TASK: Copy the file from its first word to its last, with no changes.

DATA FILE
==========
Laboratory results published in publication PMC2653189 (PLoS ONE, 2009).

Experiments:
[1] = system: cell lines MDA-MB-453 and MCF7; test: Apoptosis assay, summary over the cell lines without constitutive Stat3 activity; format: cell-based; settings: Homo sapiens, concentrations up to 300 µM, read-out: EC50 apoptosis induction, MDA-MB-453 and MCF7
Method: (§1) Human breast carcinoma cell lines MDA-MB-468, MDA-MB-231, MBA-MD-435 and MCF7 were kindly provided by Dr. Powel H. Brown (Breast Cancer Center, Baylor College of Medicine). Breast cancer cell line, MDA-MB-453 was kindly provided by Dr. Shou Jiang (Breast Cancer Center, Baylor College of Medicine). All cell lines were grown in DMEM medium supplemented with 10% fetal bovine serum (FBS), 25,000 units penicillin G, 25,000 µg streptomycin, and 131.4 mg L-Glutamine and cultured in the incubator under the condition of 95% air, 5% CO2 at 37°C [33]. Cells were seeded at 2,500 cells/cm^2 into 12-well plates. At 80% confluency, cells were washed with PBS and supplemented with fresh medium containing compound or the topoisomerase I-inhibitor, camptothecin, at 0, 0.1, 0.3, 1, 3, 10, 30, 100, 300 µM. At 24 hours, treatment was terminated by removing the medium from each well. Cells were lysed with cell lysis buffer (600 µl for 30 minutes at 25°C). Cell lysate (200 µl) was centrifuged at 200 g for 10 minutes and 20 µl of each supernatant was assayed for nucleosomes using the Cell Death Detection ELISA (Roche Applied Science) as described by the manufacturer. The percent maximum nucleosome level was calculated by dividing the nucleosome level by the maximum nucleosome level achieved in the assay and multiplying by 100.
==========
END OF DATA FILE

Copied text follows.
Laboratory results published in publication PMC2653189 (PLoS ONE, 2009).

Experiments:
[1] = system: cell lines MDA-MB-453 and MCF7; test: Apoptosis assay, summary over the cell lines without constitutive Stat3 activity; format: cell-based; settings: Homo sapiens, concentrations up to 300 µM, read-out: EC50 apoptosis induction, MDA-MB-453 and MCF7
Method: (§1) Human breast carcinoma cell lines MDA-MB-468, MDA-MB-231, MBA-MD-435 and MCF7 were kindly provided by Dr. Powel H. Brown (Breast Cancer Center, Baylor College of Medicine). Breast cancer cell line, MDA-MB-453 was kindly provided by Dr. Shou Jiang (Breast Cancer Center, Baylor College of Medicine). All cell lines were grown in DMEM medium supplemented with 10% fetal bovine serum (FBS), 25,000 units penicillin G, 25,000 µg streptomycin, and 131.4 mg L-Glutamine and cultured in the incubator under the condition of 95% air, 5% CO2 at 37°C [33]. Cells were seeded at 2,500 cells/cm^2 into 12-well plates. At 80% confluency, cells were washed with PBS and supplemented with fresh medium containing compound or the topoisomerase I-inhibitor, camptothecin, at 0, 0.1, 0.3, 1, 3, 10, 30, 100, 300 µM. At 24 hours, treatment was terminated by removing the medium from each well. Cells were lysed with cell lysis buffer (600 µl for 30 minutes at 25°C). Cell lysate (200 µl) was centrifuged at 200 g for 10 minutes and 20 µl of each supernatant was assayed for nucleosomes using the Cell Death Detection ELISA (Roche Applied Science) as described by the manufacturer. The percent maximum nucleosome level was calculated by dividing the nucleosome level by the maximum nucleosome level achieved in the assay and multiplying by 100.